FAQs about Biodiversity

5. What are the dangers to marine biodiversity?

The overfishing. Overfishing, or unsustainable fishing, is the excessive fishing carried out by human beings that prevents fish or other marine species from maintaining their population, since the capture of fish goes faster than the reproduction capacity of said species, resulting in one of the great threats to marine biodiversity and in general to the biodiversity of the entire planet.

Pollution of seas and oceans. Millions of tons of plastic are dumped annually into the ocean, which, among other damages, causes the death of thousands of marine species each year. Much of the plastic, due to its slow degradation, remains intact for decades or centuries in the sea. Another part breaks down into microplastics, which, when ingested by fish and other marine animals, enter the global food chain. On the other hand, many cities dump large volumes of fecal material, pathogenic microorganisms, detergents, insoluble gases, all kinds of garbage, debris, glass, microplastics, in addition to plastics, into rivers and seas, which degrade water quality and affect directly or indirectly all the biodiversity of the planet.

Ocean acidification. This means a decrease in the pH (Coefficient indicating the degree of acidity or basicity of an aqueous solution) of the ocean, for decades, caused mainly by the absorption of carbon dioxide (CO2) from the atmosphere, which has been constantly increasing since 1750 , and absorbed by the ocean, causing changes in its carbonate chemistry, known as ocean acidification, resulting in a decrease in the amount of carbonate ions in the water, necessary for the formation of skeletons and shells of certain marine animals, which can affect their development and reproduction, endangering their populations. The species most threatened by this phenomenon are crabs, lobsters, clams, oysters, among others.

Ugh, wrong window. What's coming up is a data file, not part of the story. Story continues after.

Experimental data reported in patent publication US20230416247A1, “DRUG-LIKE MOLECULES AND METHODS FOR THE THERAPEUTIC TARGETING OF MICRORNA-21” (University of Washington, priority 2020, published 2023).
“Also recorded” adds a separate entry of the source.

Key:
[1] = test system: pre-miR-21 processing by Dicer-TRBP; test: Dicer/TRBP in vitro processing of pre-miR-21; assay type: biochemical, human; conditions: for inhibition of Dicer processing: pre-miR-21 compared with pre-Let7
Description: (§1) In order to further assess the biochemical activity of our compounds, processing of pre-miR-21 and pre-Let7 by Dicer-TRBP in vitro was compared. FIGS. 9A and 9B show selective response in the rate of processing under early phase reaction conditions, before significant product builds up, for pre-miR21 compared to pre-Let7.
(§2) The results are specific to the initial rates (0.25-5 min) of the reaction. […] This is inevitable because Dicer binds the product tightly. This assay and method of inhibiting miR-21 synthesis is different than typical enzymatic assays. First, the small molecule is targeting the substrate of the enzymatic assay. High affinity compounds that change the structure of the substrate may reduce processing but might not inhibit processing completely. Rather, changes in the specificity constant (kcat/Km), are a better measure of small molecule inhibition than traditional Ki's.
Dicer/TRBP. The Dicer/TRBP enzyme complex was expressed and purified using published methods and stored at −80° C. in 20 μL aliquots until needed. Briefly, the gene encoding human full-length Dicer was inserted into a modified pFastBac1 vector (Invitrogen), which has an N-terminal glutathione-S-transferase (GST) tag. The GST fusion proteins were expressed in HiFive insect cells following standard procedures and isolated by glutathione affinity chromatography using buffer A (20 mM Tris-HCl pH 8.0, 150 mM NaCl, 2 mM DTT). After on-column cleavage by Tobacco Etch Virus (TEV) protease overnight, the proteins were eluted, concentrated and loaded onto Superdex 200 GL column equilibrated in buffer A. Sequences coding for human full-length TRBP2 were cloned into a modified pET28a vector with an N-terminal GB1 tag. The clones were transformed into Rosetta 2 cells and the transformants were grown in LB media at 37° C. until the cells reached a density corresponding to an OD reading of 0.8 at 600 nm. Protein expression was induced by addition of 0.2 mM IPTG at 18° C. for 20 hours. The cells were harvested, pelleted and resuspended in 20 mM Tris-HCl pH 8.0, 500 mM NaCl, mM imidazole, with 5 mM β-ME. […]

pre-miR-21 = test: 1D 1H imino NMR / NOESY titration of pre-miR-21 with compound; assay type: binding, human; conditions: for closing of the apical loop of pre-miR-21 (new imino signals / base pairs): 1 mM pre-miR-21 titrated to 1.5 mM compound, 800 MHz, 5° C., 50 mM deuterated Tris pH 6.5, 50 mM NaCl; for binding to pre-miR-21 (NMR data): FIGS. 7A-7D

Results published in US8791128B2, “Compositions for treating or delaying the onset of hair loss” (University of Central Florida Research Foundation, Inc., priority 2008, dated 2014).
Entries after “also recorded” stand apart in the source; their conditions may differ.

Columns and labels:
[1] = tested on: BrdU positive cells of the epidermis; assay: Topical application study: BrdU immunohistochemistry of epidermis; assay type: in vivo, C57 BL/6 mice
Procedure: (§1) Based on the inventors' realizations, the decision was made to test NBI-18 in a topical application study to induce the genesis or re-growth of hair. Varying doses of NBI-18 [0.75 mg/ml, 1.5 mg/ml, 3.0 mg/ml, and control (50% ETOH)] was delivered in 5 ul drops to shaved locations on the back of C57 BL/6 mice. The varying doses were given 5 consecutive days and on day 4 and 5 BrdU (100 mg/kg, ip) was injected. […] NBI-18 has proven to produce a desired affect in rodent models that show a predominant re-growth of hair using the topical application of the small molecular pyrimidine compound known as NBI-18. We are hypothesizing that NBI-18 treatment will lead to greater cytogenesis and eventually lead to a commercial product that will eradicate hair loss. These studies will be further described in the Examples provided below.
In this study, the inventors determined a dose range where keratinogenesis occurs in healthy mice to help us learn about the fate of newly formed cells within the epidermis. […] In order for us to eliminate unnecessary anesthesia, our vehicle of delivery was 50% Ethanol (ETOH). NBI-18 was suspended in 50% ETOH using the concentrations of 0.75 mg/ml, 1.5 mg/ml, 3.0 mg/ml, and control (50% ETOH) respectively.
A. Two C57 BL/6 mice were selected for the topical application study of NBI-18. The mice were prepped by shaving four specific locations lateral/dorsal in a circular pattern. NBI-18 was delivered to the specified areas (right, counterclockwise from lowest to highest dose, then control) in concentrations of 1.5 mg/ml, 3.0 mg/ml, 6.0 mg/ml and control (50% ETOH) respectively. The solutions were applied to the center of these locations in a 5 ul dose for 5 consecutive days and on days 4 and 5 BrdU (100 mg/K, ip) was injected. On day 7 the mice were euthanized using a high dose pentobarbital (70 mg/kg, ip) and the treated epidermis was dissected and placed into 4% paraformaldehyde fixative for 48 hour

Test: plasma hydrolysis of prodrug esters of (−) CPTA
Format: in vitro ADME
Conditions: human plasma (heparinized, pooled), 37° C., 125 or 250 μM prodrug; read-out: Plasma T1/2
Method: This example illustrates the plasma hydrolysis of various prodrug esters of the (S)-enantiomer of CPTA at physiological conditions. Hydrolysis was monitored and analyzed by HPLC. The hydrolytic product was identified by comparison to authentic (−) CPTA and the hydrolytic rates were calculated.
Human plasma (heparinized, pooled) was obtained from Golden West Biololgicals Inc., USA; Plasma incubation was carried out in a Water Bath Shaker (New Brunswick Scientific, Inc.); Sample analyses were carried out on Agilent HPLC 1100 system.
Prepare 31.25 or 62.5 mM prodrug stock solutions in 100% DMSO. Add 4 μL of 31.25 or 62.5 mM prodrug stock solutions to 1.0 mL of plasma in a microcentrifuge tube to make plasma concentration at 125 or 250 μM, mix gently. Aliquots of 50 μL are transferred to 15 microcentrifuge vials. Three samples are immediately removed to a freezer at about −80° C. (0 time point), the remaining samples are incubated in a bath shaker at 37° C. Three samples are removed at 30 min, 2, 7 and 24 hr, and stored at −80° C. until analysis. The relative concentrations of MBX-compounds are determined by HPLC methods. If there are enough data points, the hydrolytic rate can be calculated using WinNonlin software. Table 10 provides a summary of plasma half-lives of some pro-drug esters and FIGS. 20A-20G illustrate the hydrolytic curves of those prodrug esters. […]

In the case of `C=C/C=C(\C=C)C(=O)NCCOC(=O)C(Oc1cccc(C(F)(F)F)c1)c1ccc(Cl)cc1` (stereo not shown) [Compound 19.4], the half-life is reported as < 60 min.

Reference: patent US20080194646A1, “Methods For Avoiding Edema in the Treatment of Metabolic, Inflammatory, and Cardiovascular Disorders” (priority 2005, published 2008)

Bleaching of the Great Barrier Reef in Australia. Australia’s Great Barrier Reef is the largest reef system in the world, stretching over 2,300 kilometers in length. It is the habitat of some 1,500 species of fish and 4,000 types of mollusks. More than two hundred species of birds visit the reef to sleep, lay their nests and reproduce. Thousands of fish come to the great bar to feed and spawn. So if the Great Barrier Reef were to disappear, it would mean a catastrophe that would affect a large part of the biodiversity of the seas and oceans of the entire world and all of us who feed on marine fauna.

The Great Barrier Reef in Australia, recognized as a UNESCO world heritage site, “suffers massive bleaching due to high sea temperatures, the authority that manages the marine reserve indicated this Friday (03.25.2022),” according to information from DW, on the indicated date.

Other sections of Biodiversity


June 5 was established as World Environment Day by the United Nations General Assembly in 1972. On that date, the Stockholm Conference “First Earth Summit” was held at the initiative of Sweden and in conjunction with the UN.

World Environment Day is celebrated on June 5 of each year. In 2020 the venue of the event was Colombia. Topics to be discussed was the Amazon, air quality, health, circular economy, and climate change.

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